How to deal with NFRs in Agile

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Non-Functional Requirements. One of those things that few people really talk about in conversations about agile frameworks and processes, but NFRs are really vitally important to understand. If you fail to specify, for example, the expected volume of traffic on your site or sales of your product, or calls to your call-centre, the consequences can be dire. If you don’t understand the need for reliability, performance, security, usability, and many others, you could spend a lot of money for something you can’t use, or need to spend a lot more time and effort on upgrading them.

What are NFRs?

If you are not already familiar, the difference between Functional and Non-Functional requirements is this: Functional requirements describe what the system does (and are typically expressed in agile via user stories), while Non-Functional requirements describe how the system does it. For example, a Functional Requirement might be “As a First Time buyer, I want to save my preferences, so that I save time on subsequent visits”. A related Non-Functional Requirement might be that the customers preferences are stored safely / securely so that no other customers or unauthorised employees can access them.

In traditional projects, there would be a document describing all these system attributes and they would be factored into the system architecture during the design phase. But in agile, few people really consider these non-functional attributes early enough. Or when they do, they struggle with how to define and deal with them.

The problem is, User Stories are typically only used for the Functional stuff. So how do we describe the non-functional stuff when you can’t easily put an NFR for Scalability into a sprint and deliver it in two weeks?

Here’s what I advise teams:

How to deal with NFRs

Think of NFRs as falling into two distinct categories. There are some that are Global, i.e. they apply to the system or product as a whole. Then there are those that apply only to certain functions or features.

Let’s take the latter first — those that apply to individual user stories.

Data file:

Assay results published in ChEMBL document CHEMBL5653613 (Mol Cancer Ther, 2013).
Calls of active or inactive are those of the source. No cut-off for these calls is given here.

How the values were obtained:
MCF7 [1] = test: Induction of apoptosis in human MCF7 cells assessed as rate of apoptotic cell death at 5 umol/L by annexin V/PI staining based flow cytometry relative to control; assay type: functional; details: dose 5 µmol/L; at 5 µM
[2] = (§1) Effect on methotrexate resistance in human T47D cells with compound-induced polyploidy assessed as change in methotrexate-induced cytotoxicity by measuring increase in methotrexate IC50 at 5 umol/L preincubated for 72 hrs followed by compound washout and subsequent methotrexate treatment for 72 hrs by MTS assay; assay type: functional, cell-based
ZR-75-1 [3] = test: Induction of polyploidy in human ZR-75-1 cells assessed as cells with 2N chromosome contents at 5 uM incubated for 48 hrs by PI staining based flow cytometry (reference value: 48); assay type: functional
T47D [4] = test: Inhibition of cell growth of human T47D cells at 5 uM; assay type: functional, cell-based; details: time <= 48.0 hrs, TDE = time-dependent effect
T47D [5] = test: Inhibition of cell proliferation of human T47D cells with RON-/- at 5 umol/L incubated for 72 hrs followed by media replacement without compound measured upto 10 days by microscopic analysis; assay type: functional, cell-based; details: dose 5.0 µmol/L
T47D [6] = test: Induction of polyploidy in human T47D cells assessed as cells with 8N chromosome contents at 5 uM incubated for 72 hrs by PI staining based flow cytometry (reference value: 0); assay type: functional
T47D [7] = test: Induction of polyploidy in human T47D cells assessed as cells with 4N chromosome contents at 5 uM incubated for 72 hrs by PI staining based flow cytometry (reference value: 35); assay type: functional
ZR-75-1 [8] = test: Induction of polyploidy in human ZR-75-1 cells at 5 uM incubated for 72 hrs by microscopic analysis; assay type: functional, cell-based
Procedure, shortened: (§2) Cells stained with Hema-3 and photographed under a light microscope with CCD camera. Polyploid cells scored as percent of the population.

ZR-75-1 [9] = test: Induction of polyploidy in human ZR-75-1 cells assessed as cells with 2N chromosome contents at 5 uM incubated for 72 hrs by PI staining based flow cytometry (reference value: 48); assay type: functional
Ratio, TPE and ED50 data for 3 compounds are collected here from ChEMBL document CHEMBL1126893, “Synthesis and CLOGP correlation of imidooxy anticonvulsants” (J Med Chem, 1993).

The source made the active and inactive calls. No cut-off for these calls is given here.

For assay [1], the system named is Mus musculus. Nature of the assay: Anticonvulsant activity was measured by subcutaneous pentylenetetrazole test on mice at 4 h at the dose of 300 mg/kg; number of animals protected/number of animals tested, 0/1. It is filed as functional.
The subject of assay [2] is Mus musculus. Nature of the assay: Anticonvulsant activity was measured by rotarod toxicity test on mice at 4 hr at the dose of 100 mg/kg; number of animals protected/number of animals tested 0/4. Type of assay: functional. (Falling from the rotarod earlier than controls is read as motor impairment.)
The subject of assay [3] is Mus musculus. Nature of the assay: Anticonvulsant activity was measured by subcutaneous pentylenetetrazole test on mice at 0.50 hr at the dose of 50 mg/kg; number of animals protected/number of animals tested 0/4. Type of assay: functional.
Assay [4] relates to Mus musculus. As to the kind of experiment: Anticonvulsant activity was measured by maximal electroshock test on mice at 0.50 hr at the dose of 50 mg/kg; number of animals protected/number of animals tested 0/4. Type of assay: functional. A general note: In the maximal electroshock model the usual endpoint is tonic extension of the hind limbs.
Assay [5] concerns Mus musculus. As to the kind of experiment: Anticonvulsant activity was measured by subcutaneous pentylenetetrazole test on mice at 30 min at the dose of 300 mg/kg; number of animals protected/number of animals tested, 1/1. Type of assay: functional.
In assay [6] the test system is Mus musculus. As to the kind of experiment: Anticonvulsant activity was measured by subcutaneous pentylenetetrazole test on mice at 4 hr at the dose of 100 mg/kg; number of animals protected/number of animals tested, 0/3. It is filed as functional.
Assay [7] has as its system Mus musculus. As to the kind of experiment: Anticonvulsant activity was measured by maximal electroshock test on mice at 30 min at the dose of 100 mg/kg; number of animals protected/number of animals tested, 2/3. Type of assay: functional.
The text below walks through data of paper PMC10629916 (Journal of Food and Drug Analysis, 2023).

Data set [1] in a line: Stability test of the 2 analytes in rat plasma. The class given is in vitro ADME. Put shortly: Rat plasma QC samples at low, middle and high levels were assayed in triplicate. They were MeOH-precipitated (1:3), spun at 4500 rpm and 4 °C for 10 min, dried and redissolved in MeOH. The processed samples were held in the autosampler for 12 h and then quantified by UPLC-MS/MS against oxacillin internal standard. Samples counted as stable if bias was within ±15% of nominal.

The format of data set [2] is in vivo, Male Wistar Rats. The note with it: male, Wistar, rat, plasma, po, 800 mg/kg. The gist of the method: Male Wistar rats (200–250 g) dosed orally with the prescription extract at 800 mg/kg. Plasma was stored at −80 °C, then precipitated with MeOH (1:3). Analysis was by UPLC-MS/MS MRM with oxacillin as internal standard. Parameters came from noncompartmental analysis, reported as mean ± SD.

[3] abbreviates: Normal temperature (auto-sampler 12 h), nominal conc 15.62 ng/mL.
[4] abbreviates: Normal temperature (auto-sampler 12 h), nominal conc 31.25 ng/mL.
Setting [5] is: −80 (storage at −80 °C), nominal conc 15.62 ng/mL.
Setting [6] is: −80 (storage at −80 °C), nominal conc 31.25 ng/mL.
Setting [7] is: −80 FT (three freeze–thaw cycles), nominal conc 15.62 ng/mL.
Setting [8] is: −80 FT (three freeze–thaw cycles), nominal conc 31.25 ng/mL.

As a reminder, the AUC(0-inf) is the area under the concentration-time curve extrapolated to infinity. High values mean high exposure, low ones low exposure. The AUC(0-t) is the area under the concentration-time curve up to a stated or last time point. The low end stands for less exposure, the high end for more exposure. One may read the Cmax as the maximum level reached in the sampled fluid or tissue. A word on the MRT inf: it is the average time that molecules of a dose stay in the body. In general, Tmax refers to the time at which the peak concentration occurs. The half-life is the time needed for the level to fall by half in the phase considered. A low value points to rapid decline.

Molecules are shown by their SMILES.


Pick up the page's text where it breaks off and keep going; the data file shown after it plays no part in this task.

If you have a user story that deals with, for example, doing a search, it could have acceptance criteria about how many results to display at a time, that all results must be pertinent to the search criteria, etc.

There may also be a non-functional requirement that the results should be displayed within a certain time, say two seconds (response time). The best way to describe this would be to include it as just another acceptance criterion. It can then easily be included in test cases or BDD scenarios.

If you find that you are writing the same non-functional requirement into the acceptance criteria of dozens of user stories, it can quickly become tiresome, especially if you know that, as the project proceeds, there may be a hundred more similar user stories emerging.

In this case, one way to deal with it is to describe a Global NFR. An example might be:

“All online customer requests are satisfied by an appropriate response in under two seconds under all load conditions.”


“All sensitive customer data must be securely stored according to GDPR”

But that still leaves us with the problem of how to deliver and comply with these system attributes.

Having defined them, I recommend making them as highly visible as possible — index cards on the wall, EPICS in Jira, listed on your team’s Confluence page, whatever.

Then, make sure that each of them has acceptance criteria so that you know whether they are being met. For example:

“I can access only the customer data that pertains to me, and not anyone else’s”


“The system responds to an order request within two seconds, even with n concurrent users”

Now, here’s the special bit — ensure that you write repeatable test cases for them. And ensure that they are run repeatedly. The idea is that the suite of global NFRs are seen as a regression test pack. Repeated running of this test pack ensures that, as development proceeds, any change that causes an NFR to fail, will be immediately detected and corrected.

Let me know if you have any alternative ideas, or if you try mine let me know what your experience was.




Team Coach | Leadership Coach | Agile Coach | ORSC Practitioner. I write about teams, leadership, organisations and agile.

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Chris Davies

Chris Davies

Team Coach | Leadership Coach | Agile Coach | ORSC Practitioner. I write about teams, leadership, organisations and agile.

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